Tale of two customer experiences
February 1, 2013
Today I had to tragically different experiences while out and about. The first was great, I took my car to Goodyear yesterday. I got an oil change and had them rotate and balance the tires. The rotate and balance were under warranty so there was no charge for it. But yesterday, while driving around afterward, I noticed a remarkable amount of vibration in the steering wheel. So this morning I went straight back to Goodyear to see if they could figure out what was causing it. I walked in, handed my keys to Brian and asked him to go drive it as there was an issue and I wanted him to tell me what was causing it. I already had a feeling it was an out of balance wheel but I wanted to make sure that I wasn't missing something.
Brian took my car for a test drive. Without missing a beat he came back, pulled the car into the garage and took the front wheels off to check the balance as he had felt the vibration. He came back into the waiting room to tell me that at least one of the tires was defective. He was apologetic but said he would make it right. He was surprised the tech from the previous day did not catch it. After checking the other tires he said that two more were defective as they needed too much weight in order to get them in balance.
To make the situation right he was going to immediately have 3 new tires brought over from the warehouse and have them installed. Those three tires would be covered by insurance, but I opted to replace all four. After spending a little time at Panera (it's close by) I got the phone call that my car was ready for me. I went back and Brian was again apologetic that I had to come back after having the tires balanced the previously day. He asked if I wanted to take a test drive. I told him no but that if I had any issues I would make sure to come back. He asked me to call later just to let him know if the tires had fixed the problem.
I went about my day (actually I was dealing with another problem I'll talk about in a second) and was at the house working in the garage when I received a phone call from a number I did not recognize. When I answered it was Brian on the line. It was several hours later but he was just calling to make sure that the tires were good and the vibrations had been taken care of. I said that it had and thanked him again.
Now at this point in time I was blown away. Not only did I go in to Goodyear with a problem but I went in with a problem that could have been seriously expensive. I went in with a problem but the service was so damn good I actually didn't mind that I had to change my day around to get it fixed. And to believe that Brian took the time and remembered to call me later in the day in an effort to go the extra mile just floored me.
Meanwhile, I am building a site for a very large company. If I said the name you would know it. But as part of this I am having to fill in a loooot of paperwork. Part of the paperwork was requesting information about my business checking account that I hold with Wells Fargo. Now, let me point out that at this time nothing is wrong. I just need some basic information. So I call my local branch. I get an automated system. I try and try to get through to someone. The most frustrating thing is that I would press the specified 0 to get to a live person. The phone would ring about 5-6 times and then I would get a message asking if I wanted to remain on hold. I pressed the button to verify that, yes, I did want to stay on hold (hoping it would only take a minute to get someone).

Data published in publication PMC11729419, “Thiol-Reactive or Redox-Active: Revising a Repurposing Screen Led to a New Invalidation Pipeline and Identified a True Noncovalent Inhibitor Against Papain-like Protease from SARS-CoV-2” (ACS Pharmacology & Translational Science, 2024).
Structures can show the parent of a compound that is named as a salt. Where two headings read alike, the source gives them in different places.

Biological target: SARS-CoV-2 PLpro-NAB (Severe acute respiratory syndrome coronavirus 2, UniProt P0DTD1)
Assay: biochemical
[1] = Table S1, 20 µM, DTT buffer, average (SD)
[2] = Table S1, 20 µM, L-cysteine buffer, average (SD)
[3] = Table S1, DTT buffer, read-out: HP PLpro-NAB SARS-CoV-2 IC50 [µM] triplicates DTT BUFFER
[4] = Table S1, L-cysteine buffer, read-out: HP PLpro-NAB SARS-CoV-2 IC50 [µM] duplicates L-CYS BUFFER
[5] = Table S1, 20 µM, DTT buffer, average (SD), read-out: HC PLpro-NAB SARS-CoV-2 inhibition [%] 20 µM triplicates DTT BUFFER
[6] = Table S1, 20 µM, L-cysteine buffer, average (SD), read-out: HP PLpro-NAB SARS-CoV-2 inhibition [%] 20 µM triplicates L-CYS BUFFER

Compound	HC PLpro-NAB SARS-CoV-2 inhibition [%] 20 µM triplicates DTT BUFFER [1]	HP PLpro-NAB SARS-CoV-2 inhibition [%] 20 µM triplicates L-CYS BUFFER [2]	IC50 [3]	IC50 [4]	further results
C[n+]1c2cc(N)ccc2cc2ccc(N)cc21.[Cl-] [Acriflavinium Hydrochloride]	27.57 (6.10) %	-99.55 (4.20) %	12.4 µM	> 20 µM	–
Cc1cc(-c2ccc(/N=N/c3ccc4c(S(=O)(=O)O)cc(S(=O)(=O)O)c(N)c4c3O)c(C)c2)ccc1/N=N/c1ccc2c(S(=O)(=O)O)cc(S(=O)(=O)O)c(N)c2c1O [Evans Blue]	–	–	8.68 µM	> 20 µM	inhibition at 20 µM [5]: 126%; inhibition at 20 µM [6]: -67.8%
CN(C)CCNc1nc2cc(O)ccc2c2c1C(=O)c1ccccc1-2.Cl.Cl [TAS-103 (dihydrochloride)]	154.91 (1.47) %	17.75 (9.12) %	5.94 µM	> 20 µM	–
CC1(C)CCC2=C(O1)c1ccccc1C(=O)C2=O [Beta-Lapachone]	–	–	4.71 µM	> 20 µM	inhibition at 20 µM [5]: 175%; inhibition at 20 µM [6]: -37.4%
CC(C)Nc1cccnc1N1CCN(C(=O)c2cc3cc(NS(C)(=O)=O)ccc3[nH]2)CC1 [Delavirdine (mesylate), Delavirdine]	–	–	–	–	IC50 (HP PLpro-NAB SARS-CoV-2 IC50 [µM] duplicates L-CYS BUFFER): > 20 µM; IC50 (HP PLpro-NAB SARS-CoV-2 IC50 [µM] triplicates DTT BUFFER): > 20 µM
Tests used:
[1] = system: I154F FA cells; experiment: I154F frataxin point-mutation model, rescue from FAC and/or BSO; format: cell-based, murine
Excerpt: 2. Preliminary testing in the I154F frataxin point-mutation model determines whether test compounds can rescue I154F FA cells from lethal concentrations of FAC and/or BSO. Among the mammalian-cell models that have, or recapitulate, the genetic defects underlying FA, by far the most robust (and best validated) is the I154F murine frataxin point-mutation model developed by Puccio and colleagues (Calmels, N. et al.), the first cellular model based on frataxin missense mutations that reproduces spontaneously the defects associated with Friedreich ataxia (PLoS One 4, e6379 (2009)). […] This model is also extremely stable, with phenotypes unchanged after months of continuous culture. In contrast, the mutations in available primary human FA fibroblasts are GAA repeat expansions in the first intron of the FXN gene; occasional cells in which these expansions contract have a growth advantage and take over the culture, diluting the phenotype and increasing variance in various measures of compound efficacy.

This is where it gets really frustrating...the phone would ring another 6-8 times and then the stupid flippin message would come on and say that no one was answering and to try again later and would hang. up. on. me....
Oh man the first time that happened I was absolutely not a happy camper. I called and called and called for about 30 minutes and finally got through to a live person. I explained what I needed and I could tell that she was a little confused. I could tell she was writing some things down and she said she would have one of the bankers call me when they freed up... OK. I get it. They are busy. At this point in time I was getting nervous though. I needed to turn the information in today and it was 4:30 and I was pretty sure banks close up at 5-5:30. So I asked if someone was going to call before they closed and she assured me that someone would.
So... at 5:25 someone had still not contacted me. All I needed was a contact name, to verify my home branch and to get something called a SWIFT number. So literally 5 minutes worth of stuff. I called at 5:25 and did manage to get someone on the phone that wanted to help. But I had to call. They did not follow through like they said they would. So not only did they not strive to be remarkable, they didn't even do the basics of what they said they would do.
Anyway, I just think it is interesting that I went to interact with one vendor and had a problem that immediately got turned into an awesome experience. Then I went to another that I just needed a few bits of information (no problem) and ended up with a massive headache.
So what is the lesson?
Address issues with your clients quickly. Listen to them. And then seek to quickly communicate what you are going to do to fix the issue they are having.
Things not to do?
Miss details like a phone system that purposely hangs up on folks. Tell them you will do something and then not do it. And in general, just regard them as something not worthy of attention.
My experience with Brian at Goodyear has me wanting to do business with them again and again. My experience with Wells Fargo has me contemplating going through the painful process of terminating my usage of their services. What will your clients think when they deal with you?